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## II. Spontaneous symmetry breaking

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### II. Spontaneous symmetry breaking II.1 Weinberg s chair The molecular rotor Born-Oppenheimer Approximation II.2 The collective model Rotating mean field (Cranking ... – PowerPoint PPT presentation

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Title: II. Spontaneous symmetry breaking

1
II. Spontaneous symmetry breaking
2
II.1 Weinbergs chair
Hamiltonian rotational invariant
Why do we see the chair shape?
Spontaneously broken symmetry
3
Tiniest external fields generate a superposition
of the JMgt that is oriented in space, which is
stable.
Spontaneous symmetry breaking
Macroscopic (infinite) system
4
The molecular rotor
5
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6
Born-Oppenheimer Approximation
Electronic motion
Vibrations
Rotations
CO
7
Microscopic (finite system)
Rotational levels become observable.
Spontaneous symmetry breaking Appearance of
rotational bands.
Energy scale of rotational levels in
8
Microwave absorption spectrum
Rotational bands are the manifestation of
spontaneous symmetry breaking.
9
II.2 The collective model
Most nuclei have a deformed axial shape.
The nucleus rotates as a whole. (collective
degrees of freedom)
The nucleons move independently inside the
deformed potential (intrinsic degrees of freedom)
The nucleonic motion is much faster than the
10
Nucleons are indistinguishable
11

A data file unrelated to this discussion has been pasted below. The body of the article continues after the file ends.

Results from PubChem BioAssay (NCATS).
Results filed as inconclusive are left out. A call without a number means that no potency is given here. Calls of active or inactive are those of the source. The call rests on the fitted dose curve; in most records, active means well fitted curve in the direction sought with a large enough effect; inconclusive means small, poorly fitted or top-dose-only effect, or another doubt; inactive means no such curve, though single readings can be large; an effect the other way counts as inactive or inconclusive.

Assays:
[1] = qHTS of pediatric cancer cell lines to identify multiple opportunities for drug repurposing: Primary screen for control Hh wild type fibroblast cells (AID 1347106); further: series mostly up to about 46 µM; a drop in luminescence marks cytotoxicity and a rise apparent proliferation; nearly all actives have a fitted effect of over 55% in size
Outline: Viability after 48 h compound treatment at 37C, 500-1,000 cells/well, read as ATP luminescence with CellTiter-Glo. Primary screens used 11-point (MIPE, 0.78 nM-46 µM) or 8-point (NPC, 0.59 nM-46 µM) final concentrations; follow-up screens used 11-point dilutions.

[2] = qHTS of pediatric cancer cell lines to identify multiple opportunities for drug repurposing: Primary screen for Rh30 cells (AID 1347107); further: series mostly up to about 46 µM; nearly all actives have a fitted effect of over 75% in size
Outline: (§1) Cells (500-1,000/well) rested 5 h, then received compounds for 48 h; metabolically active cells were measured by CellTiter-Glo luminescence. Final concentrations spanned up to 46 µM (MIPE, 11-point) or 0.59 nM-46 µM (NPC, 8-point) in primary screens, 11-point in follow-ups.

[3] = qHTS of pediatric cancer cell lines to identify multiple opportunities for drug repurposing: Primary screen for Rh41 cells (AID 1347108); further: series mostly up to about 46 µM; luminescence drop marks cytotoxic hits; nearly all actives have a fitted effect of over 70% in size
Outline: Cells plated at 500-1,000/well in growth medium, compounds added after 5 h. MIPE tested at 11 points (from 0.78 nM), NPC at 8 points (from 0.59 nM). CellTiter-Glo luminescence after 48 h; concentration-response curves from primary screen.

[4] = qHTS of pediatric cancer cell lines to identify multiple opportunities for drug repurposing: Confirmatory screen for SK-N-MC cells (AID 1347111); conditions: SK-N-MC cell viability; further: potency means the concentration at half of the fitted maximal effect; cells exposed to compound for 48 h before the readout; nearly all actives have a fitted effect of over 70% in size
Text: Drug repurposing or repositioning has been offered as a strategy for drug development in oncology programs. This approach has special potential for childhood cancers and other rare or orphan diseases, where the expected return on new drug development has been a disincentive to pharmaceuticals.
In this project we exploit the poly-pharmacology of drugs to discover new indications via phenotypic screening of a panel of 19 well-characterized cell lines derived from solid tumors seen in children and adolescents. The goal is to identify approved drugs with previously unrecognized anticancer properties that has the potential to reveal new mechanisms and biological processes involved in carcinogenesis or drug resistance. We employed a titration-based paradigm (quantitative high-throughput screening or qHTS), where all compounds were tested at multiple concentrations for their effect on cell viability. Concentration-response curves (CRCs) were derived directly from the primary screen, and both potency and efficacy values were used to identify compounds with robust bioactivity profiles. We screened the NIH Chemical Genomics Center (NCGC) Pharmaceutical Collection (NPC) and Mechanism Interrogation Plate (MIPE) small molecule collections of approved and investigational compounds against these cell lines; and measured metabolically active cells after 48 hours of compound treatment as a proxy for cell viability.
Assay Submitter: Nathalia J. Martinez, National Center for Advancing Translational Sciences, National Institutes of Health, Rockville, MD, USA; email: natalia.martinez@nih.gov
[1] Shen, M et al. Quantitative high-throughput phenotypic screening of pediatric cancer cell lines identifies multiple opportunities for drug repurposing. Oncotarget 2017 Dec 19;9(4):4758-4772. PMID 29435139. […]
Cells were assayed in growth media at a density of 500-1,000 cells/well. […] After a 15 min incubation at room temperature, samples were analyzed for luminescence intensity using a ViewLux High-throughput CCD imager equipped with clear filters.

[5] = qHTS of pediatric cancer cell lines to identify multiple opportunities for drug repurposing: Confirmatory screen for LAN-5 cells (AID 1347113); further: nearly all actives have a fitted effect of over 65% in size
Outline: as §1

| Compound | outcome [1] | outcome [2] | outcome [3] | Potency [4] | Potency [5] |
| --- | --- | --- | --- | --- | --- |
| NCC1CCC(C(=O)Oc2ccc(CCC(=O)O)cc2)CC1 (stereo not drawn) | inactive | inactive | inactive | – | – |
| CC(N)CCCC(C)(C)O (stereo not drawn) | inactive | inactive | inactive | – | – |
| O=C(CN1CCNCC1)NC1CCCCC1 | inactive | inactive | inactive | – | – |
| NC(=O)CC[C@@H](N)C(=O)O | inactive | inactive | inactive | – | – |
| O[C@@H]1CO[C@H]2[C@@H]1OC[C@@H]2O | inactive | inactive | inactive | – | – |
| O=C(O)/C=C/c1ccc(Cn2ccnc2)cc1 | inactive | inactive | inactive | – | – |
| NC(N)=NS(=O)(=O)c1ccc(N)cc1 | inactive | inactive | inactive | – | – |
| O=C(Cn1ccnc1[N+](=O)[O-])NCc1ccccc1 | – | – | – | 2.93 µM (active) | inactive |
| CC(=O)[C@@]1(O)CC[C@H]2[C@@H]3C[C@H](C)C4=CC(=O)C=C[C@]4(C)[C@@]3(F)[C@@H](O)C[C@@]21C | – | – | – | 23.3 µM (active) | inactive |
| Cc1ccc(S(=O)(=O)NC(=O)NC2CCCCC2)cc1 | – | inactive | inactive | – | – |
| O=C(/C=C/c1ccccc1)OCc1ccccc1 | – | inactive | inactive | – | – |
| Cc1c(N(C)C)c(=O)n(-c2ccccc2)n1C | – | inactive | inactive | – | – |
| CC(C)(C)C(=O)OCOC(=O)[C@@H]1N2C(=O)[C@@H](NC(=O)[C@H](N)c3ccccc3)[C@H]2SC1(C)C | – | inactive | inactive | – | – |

12
II.3 Microscopic approach
Mean field theory concept of spontaneous
symmetry breaking for interpretation.
Retains the simple picture of an anisotropic
object going round.
13
Rotating mean field (Cranking model)
Reaction of the nucleons to the inertial forces
must be taken into account
Start from the Hamiltonian in a rotating frame
Mean field approximation find state gt of
(quasi) nucleons moving independently in mean
field generated by all nucleons.
Selfconsistency effective interactions,
density functionals (Skyrme, Gogny, ),
Relativistic mean field, Micro-Macro
(Strutinsky method)
.
14
Rotational response
Low spin simple droplet. High spin clockwork of
gyroscopes.
Quantization of single particle motion determines
relation J(w).
Uniform rotation about an axis that is tilted
with respect to the principal axes is quite
common. New discrete symmetries
Mean field theory Tilted Axis Cranking TAC S.
Frauendorf Nuclear Physics A557, 259c (1993)
15
Spontaneous symmetry breaking
Full two-body Hamiltonian H
Mean field approximation
Mean field Hamiltonian h and m.f. state
hgtegt.
Symmetry operation S and
Spontaneous symmetry breaking
Symmetry restoration
16
Which symmetries can be broken?
is invariant under
17
Deformed charge distribution
Rotational degree of freedom and rotational bands.
18
Isotropy conserved
Isotropy broken
19
Current in rotating
J. Fleckner et al. Nucl. Phys. A339, 227 (1980)
Lab frame
Body fixed frame
Moments of inertia reflect the complex flow. No
simple formula.
20
Deformed?
21
Rotor composed of current loops, which specify
the orientation.
Orientation specified by the magnetic dipole
moment.
Magnetic rotation.
22
II.3 Discrete symmetries
23
Common bands
PAC solutions (Principal Axis Cranking)
TAC solutions (planar) (Tilted Axis Cranking)
Many cases of strongly broken symmetry, i.e. no
signature splitting
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Chiral bands
26
Examples for chiral sister bands
27
Chirality
It is impossible to transform one
configuration into the other by rotation.
mirror
28
Only left-handed neutrinos Parity violation in
weak interaction
mirror
mass-less particles
29
Reflection asymmetric shapes,two reflection
planes
Parity doubling
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II.4 Spontaneous breaking of isospin symmetry
Form a condensate isovector pair field
32
The relative strengths of pp, nn, and pn pairing
are determined by the isospin symmetry
33
Symmetry restoration Isorotations (strong
symmetry breaking collective model)